A Handbook of Media and Communication Research: Qualitative and Quantitative Methodologies

By Klaus Bruhn Jensen | Go to book overview

6

The study of internationalnews

Stig Hjar vard
• a distinction between four types of research on news
• a review of previous studies of international news flow
• a critique of Galtung and Ruge’s (1965) classic study
• a research agenda on news and globalization.

FOUR APPROACHES TO NEWS RESEARCH

When providing an overview of the field of international news research, it is useful to specify the level of analysis (i.e., micro or macro), and the kind of perspective applied to the news process (i.e., how the social phenomenon of news is conceptualized). Two perspectives on the news process have dominated research on international news: those of selection and construction. Research using a selection perspective

traditionally focuses on the news ‘event.’ Events in the world are the independent variables determining the structure of foreign news. Here, social institutions (the press, the journalistic profession, the news market, etc.) are said to play a secondary, intermediate role as a ‘selector’ or gatekeeper; they perform such functions as selection, rejection, re-editing, etc.

selection vs. construction of news

The construction perspective takes the opposite view: news is seen as a social artefact. Social conventions and practices, specific values, and the allocation of material resources work together to produce a particular outcome: the news. Here, social institutions constitute the primary variable; the form, content, and volume of foreign news are all products of the social practices of news institutions. In Figure 6.1, these two perspectives are paired with the micro-macro distinction, thus producing a matrix of four approaches to the analysis of international news.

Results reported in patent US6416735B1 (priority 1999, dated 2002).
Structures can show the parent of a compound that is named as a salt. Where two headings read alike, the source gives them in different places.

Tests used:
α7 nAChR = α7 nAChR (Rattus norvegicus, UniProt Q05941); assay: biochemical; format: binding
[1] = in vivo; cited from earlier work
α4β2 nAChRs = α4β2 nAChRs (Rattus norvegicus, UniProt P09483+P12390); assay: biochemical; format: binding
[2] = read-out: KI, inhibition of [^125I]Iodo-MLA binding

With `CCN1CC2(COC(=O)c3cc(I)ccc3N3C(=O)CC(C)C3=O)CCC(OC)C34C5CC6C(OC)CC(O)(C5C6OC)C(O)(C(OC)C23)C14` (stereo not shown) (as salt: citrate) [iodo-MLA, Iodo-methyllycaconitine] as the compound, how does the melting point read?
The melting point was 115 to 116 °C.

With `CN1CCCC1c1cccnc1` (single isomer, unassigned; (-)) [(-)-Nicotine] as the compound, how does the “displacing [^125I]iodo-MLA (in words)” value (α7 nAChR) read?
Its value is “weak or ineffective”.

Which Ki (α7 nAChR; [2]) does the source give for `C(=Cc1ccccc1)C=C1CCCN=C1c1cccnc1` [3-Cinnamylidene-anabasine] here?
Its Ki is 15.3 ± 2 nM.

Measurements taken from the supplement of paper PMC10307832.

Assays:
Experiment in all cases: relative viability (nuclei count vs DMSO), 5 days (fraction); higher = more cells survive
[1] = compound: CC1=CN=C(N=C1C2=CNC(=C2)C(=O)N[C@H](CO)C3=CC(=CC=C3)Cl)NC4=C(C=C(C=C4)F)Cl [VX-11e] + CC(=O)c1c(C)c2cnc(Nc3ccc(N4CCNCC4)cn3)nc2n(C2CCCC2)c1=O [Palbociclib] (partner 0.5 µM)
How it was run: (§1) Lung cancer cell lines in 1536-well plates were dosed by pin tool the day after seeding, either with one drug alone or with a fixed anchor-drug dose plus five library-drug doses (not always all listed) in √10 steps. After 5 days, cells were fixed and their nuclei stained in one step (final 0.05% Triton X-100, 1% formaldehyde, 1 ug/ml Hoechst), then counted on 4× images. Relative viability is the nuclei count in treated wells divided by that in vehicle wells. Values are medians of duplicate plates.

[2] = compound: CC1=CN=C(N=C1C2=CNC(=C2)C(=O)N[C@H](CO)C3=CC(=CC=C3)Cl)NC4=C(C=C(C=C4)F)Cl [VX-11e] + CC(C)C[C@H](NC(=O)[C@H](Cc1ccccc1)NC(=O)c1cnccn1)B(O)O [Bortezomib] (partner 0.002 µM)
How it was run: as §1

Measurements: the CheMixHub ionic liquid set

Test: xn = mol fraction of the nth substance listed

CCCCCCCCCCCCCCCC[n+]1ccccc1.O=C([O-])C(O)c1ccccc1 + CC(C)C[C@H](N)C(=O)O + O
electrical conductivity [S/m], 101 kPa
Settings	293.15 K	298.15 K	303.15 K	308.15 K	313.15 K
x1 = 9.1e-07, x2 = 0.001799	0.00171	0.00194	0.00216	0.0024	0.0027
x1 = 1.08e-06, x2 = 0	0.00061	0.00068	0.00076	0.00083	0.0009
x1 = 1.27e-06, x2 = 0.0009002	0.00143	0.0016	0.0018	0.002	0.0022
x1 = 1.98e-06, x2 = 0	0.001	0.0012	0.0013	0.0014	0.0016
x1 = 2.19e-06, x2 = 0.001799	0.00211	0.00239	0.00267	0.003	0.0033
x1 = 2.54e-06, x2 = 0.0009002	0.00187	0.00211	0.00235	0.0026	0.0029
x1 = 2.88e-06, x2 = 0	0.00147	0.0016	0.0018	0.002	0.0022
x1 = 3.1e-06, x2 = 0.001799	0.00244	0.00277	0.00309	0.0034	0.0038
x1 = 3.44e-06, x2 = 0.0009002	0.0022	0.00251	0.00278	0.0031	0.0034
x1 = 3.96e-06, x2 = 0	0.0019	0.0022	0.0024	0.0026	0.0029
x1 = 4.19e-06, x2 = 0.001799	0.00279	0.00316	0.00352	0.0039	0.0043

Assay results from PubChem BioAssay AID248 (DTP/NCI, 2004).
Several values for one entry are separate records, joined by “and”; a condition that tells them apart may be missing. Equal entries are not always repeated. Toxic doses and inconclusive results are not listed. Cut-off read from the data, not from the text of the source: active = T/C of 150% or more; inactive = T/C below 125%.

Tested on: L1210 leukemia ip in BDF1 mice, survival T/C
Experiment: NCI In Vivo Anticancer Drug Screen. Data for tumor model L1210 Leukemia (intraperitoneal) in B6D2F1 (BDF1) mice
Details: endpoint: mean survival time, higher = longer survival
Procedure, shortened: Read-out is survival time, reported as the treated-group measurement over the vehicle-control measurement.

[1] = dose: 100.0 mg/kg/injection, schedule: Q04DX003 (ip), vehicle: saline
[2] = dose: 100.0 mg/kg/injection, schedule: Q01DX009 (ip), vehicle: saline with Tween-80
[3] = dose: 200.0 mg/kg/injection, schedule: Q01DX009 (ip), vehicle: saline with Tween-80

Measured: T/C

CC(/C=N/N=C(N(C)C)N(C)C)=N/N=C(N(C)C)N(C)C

1 In the first approach - micro-level and selection perspective - we find the oldest tradition: gatekeeper analysis. This began with the

seminal study by White (1950), and was further developed by McNelly (1959) to include the whole chain of gatekeepers, from the initial reporting of the event in a foreign location, to the editor of a local newspaper in another part of the world. Even though, during the past two decades, severe criticism of the gatekeeper approach has been raised, it has not completely lost its place in the field (Shoemaker 1991). The concept of gatekeeping intuitively corresponds to certain basic empirical observations at the micro level: foreign news is brought into the newsroom, some of it is selected, rewritten, and so on.

gatekeeping research

2 In the second approach - macro-level and selection perspective - we find the news flow analyses. These studies have so far dominated research on international news; examples are, among many others, UNESCO (1953),

-91-

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A Handbook of Media and Communication Research: Qualitative and Quantitative Methodologies
Table of contents

Table of contents

  • Title Page iii
  • Contents v
  • Illustrations vii
  • Preface xi
  • 1 - Introduction 1
  • Part I - History 13
  • 2 - The Humanities in Media and Communication Research 15
  • 3 - Media, Culture and Modern Times 40
  • Part II - Systematics 59
  • 4 - The Production of Media Fiction 62
  • 5 - The Production of News 78
  • 6 - The Study of International News 91
  • 7 - Discourses of Fact 98
  • 8 - Mediated Fiction 117
  • 9 - Media Effects 138
  • 10 - Media Reception 156
  • 11 - Contexts, Cultures, and Computers 171
  • 12 - History, Media and Communication 191
  • Part III - Practice 207
  • 13 - The Quantitative Research Process 209
  • 14 - The Qualitative Research Process 235
  • 15 - The Complementarity of Qualitative and Quantitative Methodologies in Media and Communication Research 254
  • 16 - The Social Origins and Uses of Media and Communication Research 273
  • References 294
  • Index 326
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